Every year around this time, folks start releasing their bar exam predictions. I had a student last semester ask me why I didn’t blog about my predictions for the California bar exam. The reason? Predictions can be very misleading and can give studiers a false sense of security that someone knows what will be on the test.
Take an example from my bar exam. The bar review provider shared the “unofficial” prediction that it was highly unlikely that we would ever see a remedies question on this test. I know some of my fellow studiers took this prediction to heart and bet that there wasn’t going to be a remedies essay on the exam.
Was the prediction right?
Well, question four on the third day of testing was a remedies question. Oops! Does this mean that something was wrong with the prediction? No! It was just that — only a prediction! What was wrong was that people took this prediction seriously and changed their study habits accordingly.
No one has a crystal ball. Only those working on the bar exam know what is going to be on the test. So predictions are something you can listen to and keep in mind, but I wouldn’t make my study decisions based on whether someone says a given subject will or will not be on the exam.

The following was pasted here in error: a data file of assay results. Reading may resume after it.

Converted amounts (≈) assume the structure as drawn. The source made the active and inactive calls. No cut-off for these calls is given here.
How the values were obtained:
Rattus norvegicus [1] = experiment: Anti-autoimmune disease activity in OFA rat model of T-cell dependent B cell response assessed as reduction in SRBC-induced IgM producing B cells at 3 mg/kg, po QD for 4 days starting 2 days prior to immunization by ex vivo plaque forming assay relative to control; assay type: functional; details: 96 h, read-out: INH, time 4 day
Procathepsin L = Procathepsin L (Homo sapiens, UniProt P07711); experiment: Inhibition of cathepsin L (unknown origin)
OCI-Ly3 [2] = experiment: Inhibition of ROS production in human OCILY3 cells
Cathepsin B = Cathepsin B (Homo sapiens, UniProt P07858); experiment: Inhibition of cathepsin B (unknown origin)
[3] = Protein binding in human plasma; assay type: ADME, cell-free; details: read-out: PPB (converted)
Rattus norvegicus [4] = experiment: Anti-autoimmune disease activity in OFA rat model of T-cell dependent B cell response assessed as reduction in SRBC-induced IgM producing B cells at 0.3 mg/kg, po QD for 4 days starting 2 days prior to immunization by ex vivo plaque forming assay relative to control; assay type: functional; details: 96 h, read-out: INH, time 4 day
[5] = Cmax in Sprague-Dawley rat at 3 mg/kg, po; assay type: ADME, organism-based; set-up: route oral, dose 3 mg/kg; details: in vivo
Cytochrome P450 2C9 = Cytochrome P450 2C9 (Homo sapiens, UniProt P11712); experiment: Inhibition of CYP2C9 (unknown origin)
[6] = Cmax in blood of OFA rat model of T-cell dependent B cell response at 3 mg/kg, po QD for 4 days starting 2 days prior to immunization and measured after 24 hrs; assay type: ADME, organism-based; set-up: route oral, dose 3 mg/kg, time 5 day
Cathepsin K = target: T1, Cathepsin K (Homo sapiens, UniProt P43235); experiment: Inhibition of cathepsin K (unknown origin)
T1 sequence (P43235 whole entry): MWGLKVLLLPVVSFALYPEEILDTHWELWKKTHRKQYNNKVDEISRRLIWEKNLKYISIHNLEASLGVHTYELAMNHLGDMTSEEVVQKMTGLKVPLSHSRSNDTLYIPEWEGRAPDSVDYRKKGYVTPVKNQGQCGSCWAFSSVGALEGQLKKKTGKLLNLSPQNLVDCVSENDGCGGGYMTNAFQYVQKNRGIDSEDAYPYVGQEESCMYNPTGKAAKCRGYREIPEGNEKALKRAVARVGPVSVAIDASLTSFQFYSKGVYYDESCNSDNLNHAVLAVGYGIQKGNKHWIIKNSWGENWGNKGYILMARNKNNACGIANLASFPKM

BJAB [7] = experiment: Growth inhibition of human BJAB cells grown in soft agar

What do I think you can rely on? — Studying hard for those subjects that are frequently tested. In California, for example, one is professional responsibility (it’s not that shocking that examiners always want to make sure attorney applicants are ethical!). But how do you know which subjects are likely? Well, probably your bar review provider will tell you or if you are in a state like California, you can check out old exams, which are published.
But not studying subjects because someone tells you they won’t be tested, that is simply a gamble. I wouldn’t recommend gambling on what will be on the bar exam. Take predictions for what they are, just predictions. Don’t let predictions get in your head and stand in your way of success.
Back to the story of my bar exam. Because I ignored predictions, I reviewed remedies over breakfast the morning of the third day of the test. Boy, was that rewarding — it was the first question that day. Lesson learned, study everything (at least a little bit).
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